Which brings me to my point: was modern millenarianism an LDS (or generally Christian) way of dealing with the Cold War? I am not saying that the Second Coming ain’t coming, but rather did the ratcheting up of political tension during the Cold War lead us to believe it was coming sooner rather than later. Hence the urgency that we had then, as opposed to the lack thereof today.

Would this explain why it doesn’t seem so important today, in spite of the popularity of Left Behind and such?

Or is this merely a matter of us having been duped into complacency by the International Jewish Conspiracy?

The Church of Jesus Christ of Latter-day Saints is an American Religion

There has been some discussion of late, prompted by Douglas Davies’s paper at the Joseph Smith Conference, regarding the status of the church as a world religion. On my mission, one of the common detractions potential investigators would make was that revolved around the idea that Mormonism is an “American” religion. In other words, Russians ought to believe in Russian religion and Americans ought to believe in American religions, so why proselyte in foreign countries?

While I don’t agree with the conclusion that these particular investigators drew, I think that their jumping off point may have some merit. The LDS faith is and will likely always be an American religion.

Let’s start with (what else) a quote from President Ezra Taft Benson:

I testify that America is a choice land. God raised up the founding fathers of the United States of America and established the inspired Constitution. This was the required prologue for the restoration of the gospel. America will be a blessed land unto the righteous forever and is the base from which God will continue to direct the worldwide latter-day operations of His kingdom. (“I Testify“, October Conference, 1988)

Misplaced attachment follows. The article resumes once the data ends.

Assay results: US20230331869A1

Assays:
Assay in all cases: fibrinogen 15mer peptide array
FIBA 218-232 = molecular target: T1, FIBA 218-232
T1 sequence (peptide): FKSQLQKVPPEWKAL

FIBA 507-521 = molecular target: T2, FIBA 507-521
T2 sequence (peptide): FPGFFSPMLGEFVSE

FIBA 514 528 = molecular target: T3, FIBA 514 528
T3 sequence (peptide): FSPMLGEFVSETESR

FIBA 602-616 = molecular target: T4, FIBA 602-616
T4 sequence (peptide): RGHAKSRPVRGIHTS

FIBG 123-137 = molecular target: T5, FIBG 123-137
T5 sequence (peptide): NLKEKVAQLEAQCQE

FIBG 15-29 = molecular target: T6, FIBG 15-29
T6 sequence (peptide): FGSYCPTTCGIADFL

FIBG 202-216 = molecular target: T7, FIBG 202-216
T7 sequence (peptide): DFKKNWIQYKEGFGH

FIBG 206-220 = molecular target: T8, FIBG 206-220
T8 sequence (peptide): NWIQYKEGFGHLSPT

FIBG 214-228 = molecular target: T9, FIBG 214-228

We seem to believe that God has taken a direct interest in the formation of the US (Canada, Mexico, and Central and South America seem to be on their own). Additionally, He seems to have a keen interest in maintaining a hand in American politics. There is the “hanging by a thread” prophecy. There is the 10th Article of Faith (which seems at least willing to acknowledge the rest of the continent). There is the current church leadership, driving innocent German Families apart (see the first paragraph).

I know there have been recent efforts for more representation of the newer areas of the church in general leadership. I know that the move to send Elders Oaks and Holland into the mission field were possibly inspired by similar concerns. We do not appear to be a church that is much interested in spreading Americanism throughout the globe per se. Monolithic church culture may be a different issue (if such a thing can survive internationalism).

But America is always going to be central to our ideas. After all, the New Zion is in Missouri, not Brazil, Congo, or Uzbekistan. And, I would assume, that the next two or three generations of leaders will also be primarily American, due to language issues and due to training issues. Correct me if I am wrong but hasn’t the boom in South America taken place primarily in the latter half of the 20th century? This would seem to indicate that the Third World representation we would all like to see probably won’t happen for a while, since we are waiting for people to grow up in a church culture in a foreign land (just think how long it is taking the Catholics).

So, for the time being, we are an American church. But since we are all fellow citizens in Christ, perhaps we make too much of this.

Why do we reverence Emma?

No, really. Why do we reverence Emma? There are plenty of other women in the early church who are admirable, yet who didn’t fall away. Why does she get such special attention and devotion?